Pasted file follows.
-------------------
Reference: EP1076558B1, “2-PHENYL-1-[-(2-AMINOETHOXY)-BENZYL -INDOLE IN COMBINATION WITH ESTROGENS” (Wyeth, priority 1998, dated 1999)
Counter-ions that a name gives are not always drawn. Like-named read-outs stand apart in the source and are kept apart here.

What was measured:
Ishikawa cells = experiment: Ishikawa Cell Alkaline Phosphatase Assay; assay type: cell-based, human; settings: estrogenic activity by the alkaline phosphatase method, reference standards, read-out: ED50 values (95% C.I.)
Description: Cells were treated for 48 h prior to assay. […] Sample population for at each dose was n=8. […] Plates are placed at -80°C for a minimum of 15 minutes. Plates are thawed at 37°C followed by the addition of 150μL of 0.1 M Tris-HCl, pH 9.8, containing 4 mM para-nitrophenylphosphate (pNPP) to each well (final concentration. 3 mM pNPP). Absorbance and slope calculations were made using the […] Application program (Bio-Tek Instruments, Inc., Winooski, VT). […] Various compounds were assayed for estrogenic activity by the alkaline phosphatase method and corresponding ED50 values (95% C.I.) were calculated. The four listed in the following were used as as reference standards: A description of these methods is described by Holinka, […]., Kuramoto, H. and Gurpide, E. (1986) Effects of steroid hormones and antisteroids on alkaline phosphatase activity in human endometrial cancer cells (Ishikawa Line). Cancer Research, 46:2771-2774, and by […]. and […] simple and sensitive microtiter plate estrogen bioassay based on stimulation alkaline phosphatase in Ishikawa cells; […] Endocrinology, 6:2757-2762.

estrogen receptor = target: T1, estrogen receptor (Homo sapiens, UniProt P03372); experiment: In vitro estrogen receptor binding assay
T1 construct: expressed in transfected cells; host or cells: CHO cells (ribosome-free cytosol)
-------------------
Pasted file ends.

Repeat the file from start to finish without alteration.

Reference: EP1076558B1, “2-PHENYL-1-[-(2-AMINOETHOXY)-BENZYL -INDOLE IN COMBINATION WITH ESTROGENS” (Wyeth, priority 1998, dated 1999)
Counter-ions that a name gives are not always drawn. Like-named read-outs stand apart in the source and are kept apart here.

What was measured:
Ishikawa cells = experiment: Ishikawa Cell Alkaline Phosphatase Assay; assay type: cell-based, human; settings: estrogenic activity by the alkaline phosphatase method, reference standards, read-out: ED50 values (95% C.I.)
Description: Cells were treated for 48 h prior to assay. […] Sample population for at each dose was n=8. […] Plates are placed at -80°C for a minimum of 15 minutes. Plates are thawed at 37°C followed by the addition of 150μL of 0.1 M Tris-HCl, pH 9.8, containing 4 mM para-nitrophenylphosphate (pNPP) to each well (final concentration. 3 mM pNPP). Absorbance and slope calculations were made using the […] Application program (Bio-Tek Instruments, Inc., Winooski, VT). […] Various compounds were assayed for estrogenic activity by the alkaline phosphatase method and corresponding ED50 values (95% C.I.) were calculated. The four listed in the following were used as as reference standards: A description of these methods is described by Holinka, […]., Kuramoto, H. and Gurpide, E. (1986) Effects of steroid hormones and antisteroids on alkaline phosphatase activity in human endometrial cancer cells (Ishikawa Line). Cancer Research, 46:2771-2774, and by […]. and […] simple and sensitive microtiter plate estrogen bioassay based on stimulation alkaline phosphatase in Ishikawa cells; […] Endocrinology, 6:2757-2762.

estrogen receptor = target: T1, estrogen receptor (Homo sapiens, UniProt P03372); experiment: In vitro estrogen receptor binding assay
T1 construct: expressed in transfected cells; host or cells: CHO cells (ribosome-free cytosol)